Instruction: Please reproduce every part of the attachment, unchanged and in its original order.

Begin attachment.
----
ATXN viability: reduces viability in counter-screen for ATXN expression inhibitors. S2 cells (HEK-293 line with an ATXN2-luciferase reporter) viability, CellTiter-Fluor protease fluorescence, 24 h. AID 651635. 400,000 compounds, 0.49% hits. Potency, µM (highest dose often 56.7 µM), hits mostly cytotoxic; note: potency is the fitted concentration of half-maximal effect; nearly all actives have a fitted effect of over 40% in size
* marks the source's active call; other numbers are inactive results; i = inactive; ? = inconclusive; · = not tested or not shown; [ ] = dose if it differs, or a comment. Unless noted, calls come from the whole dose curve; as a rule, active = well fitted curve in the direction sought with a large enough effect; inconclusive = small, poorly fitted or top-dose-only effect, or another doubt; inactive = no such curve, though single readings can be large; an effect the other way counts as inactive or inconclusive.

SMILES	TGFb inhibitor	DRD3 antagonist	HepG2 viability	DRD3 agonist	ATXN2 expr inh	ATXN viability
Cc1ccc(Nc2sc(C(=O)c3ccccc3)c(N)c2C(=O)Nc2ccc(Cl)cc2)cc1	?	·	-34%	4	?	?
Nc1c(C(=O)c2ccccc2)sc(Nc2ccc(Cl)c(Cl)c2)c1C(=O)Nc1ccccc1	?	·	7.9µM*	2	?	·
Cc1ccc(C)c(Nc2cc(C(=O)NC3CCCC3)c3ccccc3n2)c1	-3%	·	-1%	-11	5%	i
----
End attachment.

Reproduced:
ATXN viability: reduces viability in counter-screen for ATXN expression inhibitors. S2 cells (HEK-293 line with an ATXN2-luciferase reporter) viability, CellTiter-Fluor protease fluorescence, 24 h. AID 651635. 400,000 compounds, 0.49% hits. Potency, µM (highest dose often 56.7 µM), hits mostly cytotoxic; note: potency is the fitted concentration of half-maximal effect; nearly all actives have a fitted effect of over 40% in size
* marks the source's active call; other numbers are inactive results; i = inactive; ? = inconclusive; · = not tested or not shown; [ ] = dose if it differs, or a comment. Unless noted, calls come from the whole dose curve; as a rule, active = well fitted curve in the direction sought with a large enough effect; inconclusive = small, poorly fitted or top-dose-only effect, or another doubt; inactive = no such curve, though single readings can be large; an effect the other way counts as inactive or inconclusive.

SMILES	TGFb inhibitor	DRD3 antagonist	HepG2 viability	DRD3 agonist	ATXN2 expr inh	ATXN viability
Cc1ccc(Nc2sc(C(=O)c3ccccc3)c(N)c2C(=O)Nc2ccc(Cl)cc2)cc1	?	·	-34%	4	?	?
Nc1c(C(=O)c2ccccc2)sc(Nc2ccc(Cl)c(Cl)c2)c1C(=O)Nc1ccccc1	?	·	7.9µM*	2	?	·
Cc1ccc(C)c(Nc2cc(C(=O)NC3CCCC3)c3ccccc3n2)c1	-3%	·	-1%	-11	5%	i